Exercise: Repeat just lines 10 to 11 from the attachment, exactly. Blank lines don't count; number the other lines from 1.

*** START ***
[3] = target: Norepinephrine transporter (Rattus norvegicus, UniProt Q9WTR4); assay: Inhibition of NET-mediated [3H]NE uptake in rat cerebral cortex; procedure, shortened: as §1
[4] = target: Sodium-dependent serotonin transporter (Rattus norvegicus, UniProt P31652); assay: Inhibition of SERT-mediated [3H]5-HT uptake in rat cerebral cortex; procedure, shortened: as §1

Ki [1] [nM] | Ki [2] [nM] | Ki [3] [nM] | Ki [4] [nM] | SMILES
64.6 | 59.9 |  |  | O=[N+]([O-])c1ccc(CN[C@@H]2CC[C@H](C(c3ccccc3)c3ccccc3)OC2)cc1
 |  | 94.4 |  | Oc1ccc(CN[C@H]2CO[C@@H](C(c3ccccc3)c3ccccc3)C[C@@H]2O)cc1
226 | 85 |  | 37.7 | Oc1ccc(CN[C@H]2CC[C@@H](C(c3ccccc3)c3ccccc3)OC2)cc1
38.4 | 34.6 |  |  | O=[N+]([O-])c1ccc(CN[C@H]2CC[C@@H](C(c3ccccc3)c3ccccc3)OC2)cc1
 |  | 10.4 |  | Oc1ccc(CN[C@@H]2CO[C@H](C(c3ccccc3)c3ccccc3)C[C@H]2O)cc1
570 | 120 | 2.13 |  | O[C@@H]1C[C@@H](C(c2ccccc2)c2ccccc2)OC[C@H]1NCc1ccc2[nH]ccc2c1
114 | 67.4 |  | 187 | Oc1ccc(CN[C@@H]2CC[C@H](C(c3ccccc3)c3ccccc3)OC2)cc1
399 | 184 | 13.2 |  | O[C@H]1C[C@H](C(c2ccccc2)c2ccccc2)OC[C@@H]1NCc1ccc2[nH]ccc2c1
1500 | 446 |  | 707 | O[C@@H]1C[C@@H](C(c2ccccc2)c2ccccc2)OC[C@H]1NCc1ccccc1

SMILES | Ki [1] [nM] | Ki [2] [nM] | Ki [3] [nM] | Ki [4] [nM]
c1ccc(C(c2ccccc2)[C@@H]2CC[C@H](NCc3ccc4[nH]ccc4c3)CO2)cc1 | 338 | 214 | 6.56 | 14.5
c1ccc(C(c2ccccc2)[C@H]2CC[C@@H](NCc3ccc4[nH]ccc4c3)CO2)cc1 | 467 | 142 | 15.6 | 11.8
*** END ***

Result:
114 | 67.4 |  | 187 | Oc1ccc(CN[C@@H]2CC[C@H](C(c3ccccc3)c3ccccc3)OC2)cc1
399 | 184 | 13.2 |  | O[C@H]1C[C@H](C(c2ccccc2)c2ccccc2)OC[C@@H]1NCc1ccc2[nH]ccc2c1